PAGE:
Search

Bromley man undergoes gorundbreaking new procedure for type two diabetes

PUBLISHED: 09:00 17 June 2018

Rahul became one of the first people in the UK to undergo the procedure. Picture: Rahul Kumar

Rahul became one of the first people in the UK to undergo the procedure. Picture: Rahul Kumar

Archant

A Bromley resident has become one of the first people in the UK to be treated with a new endoscopic procedure for Type 2 diabetes.

Rahul Kumar took part in the innovative clinical trial, investigating the new procedure known as Revita.

The method aims to help treat the condition by restoring the body’s ability to regulate blood sugar.

Rahul said: “I was 33 when I was diagnosed with Type 2 diabetes and I was shocked as I associated it with people much older.

“I’ve been prescribed an increasing number of oral medications over the past 10 years, so was curious when I read about the Revita-2 trial.”

The operation, at Kings College Hospital in Denmark Hill, has been a success for Rahul, as his blood sugars are now reaching a normal level.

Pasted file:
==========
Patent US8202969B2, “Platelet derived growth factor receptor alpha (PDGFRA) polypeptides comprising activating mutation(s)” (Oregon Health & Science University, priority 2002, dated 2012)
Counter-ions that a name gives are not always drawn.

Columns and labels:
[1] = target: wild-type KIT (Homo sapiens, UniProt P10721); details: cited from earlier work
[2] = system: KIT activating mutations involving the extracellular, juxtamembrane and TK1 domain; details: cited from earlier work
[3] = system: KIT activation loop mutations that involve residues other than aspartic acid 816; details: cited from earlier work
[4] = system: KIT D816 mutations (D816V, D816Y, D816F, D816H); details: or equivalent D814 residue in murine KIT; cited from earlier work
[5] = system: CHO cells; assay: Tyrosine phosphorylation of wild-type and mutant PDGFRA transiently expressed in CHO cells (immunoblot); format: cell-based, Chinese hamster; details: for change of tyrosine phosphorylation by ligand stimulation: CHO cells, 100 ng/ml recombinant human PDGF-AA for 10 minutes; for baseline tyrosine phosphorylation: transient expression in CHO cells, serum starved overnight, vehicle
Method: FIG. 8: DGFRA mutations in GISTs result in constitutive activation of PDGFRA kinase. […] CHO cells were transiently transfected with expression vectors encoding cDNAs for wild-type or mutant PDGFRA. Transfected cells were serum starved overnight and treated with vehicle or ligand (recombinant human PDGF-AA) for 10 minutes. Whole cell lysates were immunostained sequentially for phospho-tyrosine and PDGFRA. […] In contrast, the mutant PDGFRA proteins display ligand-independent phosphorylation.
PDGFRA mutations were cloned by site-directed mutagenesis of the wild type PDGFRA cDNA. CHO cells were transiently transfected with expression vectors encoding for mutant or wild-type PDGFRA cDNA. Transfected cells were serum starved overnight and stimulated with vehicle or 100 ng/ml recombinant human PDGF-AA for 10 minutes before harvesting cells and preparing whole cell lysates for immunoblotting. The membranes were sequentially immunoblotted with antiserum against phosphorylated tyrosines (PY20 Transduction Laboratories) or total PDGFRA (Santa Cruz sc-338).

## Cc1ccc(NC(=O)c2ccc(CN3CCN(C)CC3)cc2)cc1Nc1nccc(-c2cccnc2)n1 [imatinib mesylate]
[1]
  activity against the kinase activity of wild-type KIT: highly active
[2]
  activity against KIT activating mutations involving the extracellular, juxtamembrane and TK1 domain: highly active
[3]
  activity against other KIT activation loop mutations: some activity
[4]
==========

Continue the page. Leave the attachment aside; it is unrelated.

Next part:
He said: “My blood sugar levels improved almost immediately following the procedure and I’m over the moon that almost one year on, whilst keeping on top of my diet, my blood sugar levels are nearing normal.”

Kings College Hospital clinical lead for gastroenterology, Dr Bu’ Hayee, said: “I am delighted that Kings College are involved in the clinical trial and have been able to deliver results to help this patient with Type 2 diabetes.”

The Revita procedure, also known as DMR, is incision-free and takes around an hour to complete under anaesthesia.

It involves passing a catheter through the mouth down to the small intestine where a precisely controlled heated balloon is activated to treat the lining of the duodenum, safely rejuvenating the mucosa of the small intestine.

This is thought to help improve insulin sensitivity and how the body processes sugar from diet.


If you value what this story gives you, please consider supporting the Bromley Times. Click the link in the orange box above for details.

Become a supporter

This newspaper has been a central part of community life for many years. Our industry faces testing times, which is why we're asking for your support. Every contribution will help us continue to produce local journalism that makes a measurable difference to our community.

Latest from the Bromley Times